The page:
The first thing you might notice about the eleven new paintings on display at Kuhl Frames + Art (412 22nd St., Oakland) is the vibrant color and careful detail of each piece. The paintings, mostly modern-day scenes of life in Kabul, Afghanistan, employ a delicate mix of textures and lines that seem to have come straight from the brush of a seasoned artist. One painting, "Bayman Kid," shows a young boy stooped under a bulky bag of straw, the trees behind him flush with greens of all hues and the grass underfoot blown by an unseen wind.
It might come as a surprise that the artist behind these distinctive works, Afghanistan resident Qahar Behzad, is just eighteen years old. But perhaps even more remarkable, explained gallery co-owner Travis Kuhl, is that the young painter has had no formal training — no instructors to teach him perspective, brush stroke, or any other techniques. The images are the outcome of Behzad's own self-teaching, which began when he was six years old.
"A lot of his work seems like it feels instinctual to him," Kuhl said. "I think for a young person to be that confident is pretty amazing. We all deal with second-guessing ourselves at different stages in our lives, but my view is that he doesn't seem to be doing that."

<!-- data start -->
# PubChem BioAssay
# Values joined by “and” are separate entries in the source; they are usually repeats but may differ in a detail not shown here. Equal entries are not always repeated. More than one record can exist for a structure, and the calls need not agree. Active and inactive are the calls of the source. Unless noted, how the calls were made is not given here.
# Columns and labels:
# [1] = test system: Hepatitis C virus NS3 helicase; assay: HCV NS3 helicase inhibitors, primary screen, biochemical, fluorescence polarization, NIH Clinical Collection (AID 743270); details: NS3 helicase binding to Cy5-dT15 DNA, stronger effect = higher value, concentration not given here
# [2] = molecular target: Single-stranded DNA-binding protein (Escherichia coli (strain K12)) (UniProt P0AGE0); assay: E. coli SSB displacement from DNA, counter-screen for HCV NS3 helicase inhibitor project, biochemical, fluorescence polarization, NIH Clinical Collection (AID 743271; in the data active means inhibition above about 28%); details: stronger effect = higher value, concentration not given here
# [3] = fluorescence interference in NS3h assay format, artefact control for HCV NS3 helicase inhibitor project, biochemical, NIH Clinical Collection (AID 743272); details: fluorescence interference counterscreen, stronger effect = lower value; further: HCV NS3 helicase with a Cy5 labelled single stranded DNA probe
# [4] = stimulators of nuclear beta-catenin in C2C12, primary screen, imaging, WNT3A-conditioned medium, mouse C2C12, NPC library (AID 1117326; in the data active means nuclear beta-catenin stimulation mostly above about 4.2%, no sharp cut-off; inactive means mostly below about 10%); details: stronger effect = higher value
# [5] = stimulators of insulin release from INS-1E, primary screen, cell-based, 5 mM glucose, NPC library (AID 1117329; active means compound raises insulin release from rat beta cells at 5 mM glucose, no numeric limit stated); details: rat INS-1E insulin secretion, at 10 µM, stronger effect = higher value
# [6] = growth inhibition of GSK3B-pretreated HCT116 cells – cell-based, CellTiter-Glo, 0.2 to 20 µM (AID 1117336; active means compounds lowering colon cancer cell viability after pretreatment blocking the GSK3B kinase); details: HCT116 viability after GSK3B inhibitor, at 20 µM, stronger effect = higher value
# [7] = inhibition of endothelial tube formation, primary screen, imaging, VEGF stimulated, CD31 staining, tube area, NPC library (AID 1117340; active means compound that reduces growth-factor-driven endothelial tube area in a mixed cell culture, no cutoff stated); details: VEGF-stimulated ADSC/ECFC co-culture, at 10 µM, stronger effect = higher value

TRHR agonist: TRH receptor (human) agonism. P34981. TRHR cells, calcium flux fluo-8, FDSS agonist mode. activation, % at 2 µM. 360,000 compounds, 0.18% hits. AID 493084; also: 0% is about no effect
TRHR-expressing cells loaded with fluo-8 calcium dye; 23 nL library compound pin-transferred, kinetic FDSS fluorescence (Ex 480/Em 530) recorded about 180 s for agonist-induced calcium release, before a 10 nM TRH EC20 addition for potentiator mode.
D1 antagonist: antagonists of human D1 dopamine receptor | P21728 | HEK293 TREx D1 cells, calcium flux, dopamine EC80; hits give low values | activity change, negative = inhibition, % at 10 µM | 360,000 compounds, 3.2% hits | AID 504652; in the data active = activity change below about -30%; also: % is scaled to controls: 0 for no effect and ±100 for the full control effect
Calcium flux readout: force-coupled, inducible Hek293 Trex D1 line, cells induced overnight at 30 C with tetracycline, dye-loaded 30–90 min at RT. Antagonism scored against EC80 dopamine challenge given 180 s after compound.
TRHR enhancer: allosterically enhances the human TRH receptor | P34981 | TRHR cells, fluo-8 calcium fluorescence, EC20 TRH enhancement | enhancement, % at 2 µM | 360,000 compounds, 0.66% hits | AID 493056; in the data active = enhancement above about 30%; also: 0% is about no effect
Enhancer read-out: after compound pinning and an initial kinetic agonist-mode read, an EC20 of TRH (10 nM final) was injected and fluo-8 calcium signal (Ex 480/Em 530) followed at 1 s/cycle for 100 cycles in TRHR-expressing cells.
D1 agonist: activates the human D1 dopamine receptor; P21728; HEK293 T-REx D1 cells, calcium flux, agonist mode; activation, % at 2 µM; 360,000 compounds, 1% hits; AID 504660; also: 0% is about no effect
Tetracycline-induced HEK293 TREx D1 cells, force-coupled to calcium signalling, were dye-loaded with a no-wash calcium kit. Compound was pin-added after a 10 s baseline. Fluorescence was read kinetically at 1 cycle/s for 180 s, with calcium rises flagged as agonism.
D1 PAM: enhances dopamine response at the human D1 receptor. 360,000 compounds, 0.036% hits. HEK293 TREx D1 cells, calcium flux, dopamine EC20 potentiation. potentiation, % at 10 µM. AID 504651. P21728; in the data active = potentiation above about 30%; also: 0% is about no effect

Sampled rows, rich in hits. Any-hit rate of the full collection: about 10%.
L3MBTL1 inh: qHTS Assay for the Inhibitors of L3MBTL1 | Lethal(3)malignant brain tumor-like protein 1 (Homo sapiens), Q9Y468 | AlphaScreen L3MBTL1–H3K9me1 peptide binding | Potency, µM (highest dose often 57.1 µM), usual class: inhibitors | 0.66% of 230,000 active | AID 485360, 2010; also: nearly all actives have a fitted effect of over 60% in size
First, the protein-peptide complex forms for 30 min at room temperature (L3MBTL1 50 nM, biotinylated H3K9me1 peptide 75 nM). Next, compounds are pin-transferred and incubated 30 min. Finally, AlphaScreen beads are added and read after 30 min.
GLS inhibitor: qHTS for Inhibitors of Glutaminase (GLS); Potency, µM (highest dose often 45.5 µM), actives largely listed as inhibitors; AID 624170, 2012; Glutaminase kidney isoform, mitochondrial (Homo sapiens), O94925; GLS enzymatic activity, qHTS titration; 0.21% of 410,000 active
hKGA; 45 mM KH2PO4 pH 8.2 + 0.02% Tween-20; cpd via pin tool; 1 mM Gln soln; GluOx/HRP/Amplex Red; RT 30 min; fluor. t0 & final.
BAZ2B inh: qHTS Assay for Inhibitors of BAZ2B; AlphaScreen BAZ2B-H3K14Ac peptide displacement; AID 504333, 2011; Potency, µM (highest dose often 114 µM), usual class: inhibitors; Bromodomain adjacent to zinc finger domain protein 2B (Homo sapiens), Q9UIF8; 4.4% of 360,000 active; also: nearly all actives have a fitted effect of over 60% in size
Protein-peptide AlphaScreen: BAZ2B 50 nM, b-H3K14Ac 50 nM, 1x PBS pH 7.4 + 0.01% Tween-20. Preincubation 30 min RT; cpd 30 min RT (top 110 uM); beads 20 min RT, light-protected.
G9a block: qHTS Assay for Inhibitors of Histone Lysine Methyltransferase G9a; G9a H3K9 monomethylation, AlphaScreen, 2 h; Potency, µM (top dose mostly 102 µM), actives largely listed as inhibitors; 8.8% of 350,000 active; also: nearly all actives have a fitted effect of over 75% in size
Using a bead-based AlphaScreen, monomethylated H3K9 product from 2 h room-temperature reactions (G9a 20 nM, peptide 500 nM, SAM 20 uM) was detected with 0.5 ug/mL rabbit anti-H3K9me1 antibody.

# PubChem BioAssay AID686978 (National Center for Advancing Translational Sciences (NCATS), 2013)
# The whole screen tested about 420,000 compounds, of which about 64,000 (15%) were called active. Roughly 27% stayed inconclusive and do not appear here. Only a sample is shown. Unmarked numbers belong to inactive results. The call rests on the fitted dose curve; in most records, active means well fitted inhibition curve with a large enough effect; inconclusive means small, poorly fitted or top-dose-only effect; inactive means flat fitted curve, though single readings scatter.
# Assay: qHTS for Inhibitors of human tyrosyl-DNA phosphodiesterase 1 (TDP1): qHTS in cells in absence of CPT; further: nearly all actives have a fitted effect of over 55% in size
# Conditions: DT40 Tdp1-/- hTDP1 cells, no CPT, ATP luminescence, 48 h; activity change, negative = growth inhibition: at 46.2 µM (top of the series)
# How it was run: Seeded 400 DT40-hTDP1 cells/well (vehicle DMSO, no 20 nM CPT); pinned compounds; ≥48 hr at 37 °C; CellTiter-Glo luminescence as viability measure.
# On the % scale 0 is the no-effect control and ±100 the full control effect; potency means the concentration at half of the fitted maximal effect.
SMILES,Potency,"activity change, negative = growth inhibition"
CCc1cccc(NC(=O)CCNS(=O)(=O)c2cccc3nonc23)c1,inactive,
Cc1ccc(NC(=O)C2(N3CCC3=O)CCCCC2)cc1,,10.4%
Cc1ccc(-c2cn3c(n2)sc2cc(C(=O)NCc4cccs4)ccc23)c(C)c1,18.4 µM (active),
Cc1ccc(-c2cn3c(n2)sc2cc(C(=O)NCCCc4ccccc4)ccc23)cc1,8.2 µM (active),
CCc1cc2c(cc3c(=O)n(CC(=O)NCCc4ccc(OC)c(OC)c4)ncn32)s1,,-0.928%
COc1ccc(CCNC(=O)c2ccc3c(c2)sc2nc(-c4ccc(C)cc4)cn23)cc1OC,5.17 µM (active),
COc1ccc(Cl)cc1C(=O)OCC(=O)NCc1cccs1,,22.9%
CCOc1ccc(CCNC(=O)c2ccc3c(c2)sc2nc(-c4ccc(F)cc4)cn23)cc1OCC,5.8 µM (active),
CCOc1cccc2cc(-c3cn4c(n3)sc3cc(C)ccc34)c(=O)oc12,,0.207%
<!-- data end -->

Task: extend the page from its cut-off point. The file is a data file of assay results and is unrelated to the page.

Behzad's paintings traveled a long way to reach the walls of Kuhl's gallery, which he co-owns with his wife, Elisa Carozza — and they could carry the young Afghan just as far. Each piece on exhibit is for sale through August 20, and on Saturday, August 6, from 4 to 7 p.m., the gallery will feature one of the paintings in a silent auction. Funds from the sales will support Behzad's travel to the United States for a formal art-school education.
Carozza's brother, Gerald Carozza, a colonel in the US Army Reserve, introduced the couple to Behzad's work and is also helping raise scholarship funds. Carozza met the affable artist in 2010 while stationed at Camp Eggars, a military base in Kabul. By then, Behzad, who lives nearby, had enamored himself so much to the soldiers and other personnel at the base that he had his own painting studio set up on location from which he was displaying and selling his work.
Carozza first noticed the paintings on his way to get a haircut. Sensing his intrigue, Behzad's father invited him inside for a customary cup of tea. That first visit turned into a regular event, with the three sipping tea and sharing stories about Behzad's art. Carozza soon learned about the trying atmosphere in which the teenager worked. "Thugs had robbed his family when they learned that he made money from his art," Carozza said. The family got a guard dog to deter thieves — but the canine contracted rabies and fatally bit his younger sister.
But despite such tragic events, Carozza said Behzad has a gentle spirit. "Meeting Qahar and enjoying his art was an island of beauty in a war-ravaged county that is struggling to get beyond an ugliness that has cursed it for decades," he said. "I hope the Bay Area folks will enjoy his art as much as I did." 510-625-0123 or KuhlFrames.com